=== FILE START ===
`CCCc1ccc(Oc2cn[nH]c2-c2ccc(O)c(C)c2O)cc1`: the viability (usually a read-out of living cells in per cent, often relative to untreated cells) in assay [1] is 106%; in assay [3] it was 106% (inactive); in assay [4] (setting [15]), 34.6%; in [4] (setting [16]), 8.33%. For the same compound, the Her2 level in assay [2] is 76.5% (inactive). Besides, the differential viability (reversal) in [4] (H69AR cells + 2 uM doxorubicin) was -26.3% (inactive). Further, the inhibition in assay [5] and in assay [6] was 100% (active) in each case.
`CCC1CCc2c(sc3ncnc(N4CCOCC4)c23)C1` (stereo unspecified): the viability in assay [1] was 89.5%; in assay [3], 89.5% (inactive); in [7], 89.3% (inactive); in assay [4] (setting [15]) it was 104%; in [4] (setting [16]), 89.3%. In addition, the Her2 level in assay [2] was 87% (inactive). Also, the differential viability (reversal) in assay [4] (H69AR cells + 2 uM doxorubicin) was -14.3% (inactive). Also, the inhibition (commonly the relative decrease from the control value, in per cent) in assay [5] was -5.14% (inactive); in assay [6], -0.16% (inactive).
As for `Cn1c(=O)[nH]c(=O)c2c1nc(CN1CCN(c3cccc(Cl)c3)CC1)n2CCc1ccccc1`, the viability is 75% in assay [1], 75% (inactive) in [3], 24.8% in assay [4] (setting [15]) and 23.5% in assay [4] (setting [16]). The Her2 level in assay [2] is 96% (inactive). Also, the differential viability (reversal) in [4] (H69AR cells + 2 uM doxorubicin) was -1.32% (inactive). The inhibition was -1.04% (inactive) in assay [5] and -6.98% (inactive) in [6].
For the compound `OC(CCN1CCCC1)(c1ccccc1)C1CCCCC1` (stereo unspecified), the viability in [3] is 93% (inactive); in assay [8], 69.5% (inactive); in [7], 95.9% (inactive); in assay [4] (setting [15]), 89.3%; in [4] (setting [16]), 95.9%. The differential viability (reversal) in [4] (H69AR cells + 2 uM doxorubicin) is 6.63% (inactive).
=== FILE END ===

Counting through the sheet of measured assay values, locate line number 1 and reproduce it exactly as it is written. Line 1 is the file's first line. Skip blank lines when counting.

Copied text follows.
`CCCc1ccc(Oc2cn[nH]c2-c2ccc(O)c(C)c2O)cc1`: the viability (usually a read-out of living cells in per cent, often relative to untreated cells) in assay [1] is 106%; in assay [3] it was 106% (inactive); in assay [4] (setting [15]), 34.6%; in [4] (setting [16]), 8.33%. For the same compound, the Her2 level in assay [2] is 76.5% (inactive). Besides, the differential viability (reversal) in [4] (H69AR cells + 2 uM doxorubicin) was -26.3% (inactive). Further, the inhibition in assay [5] and in assay [6] was 100% (active) in each case.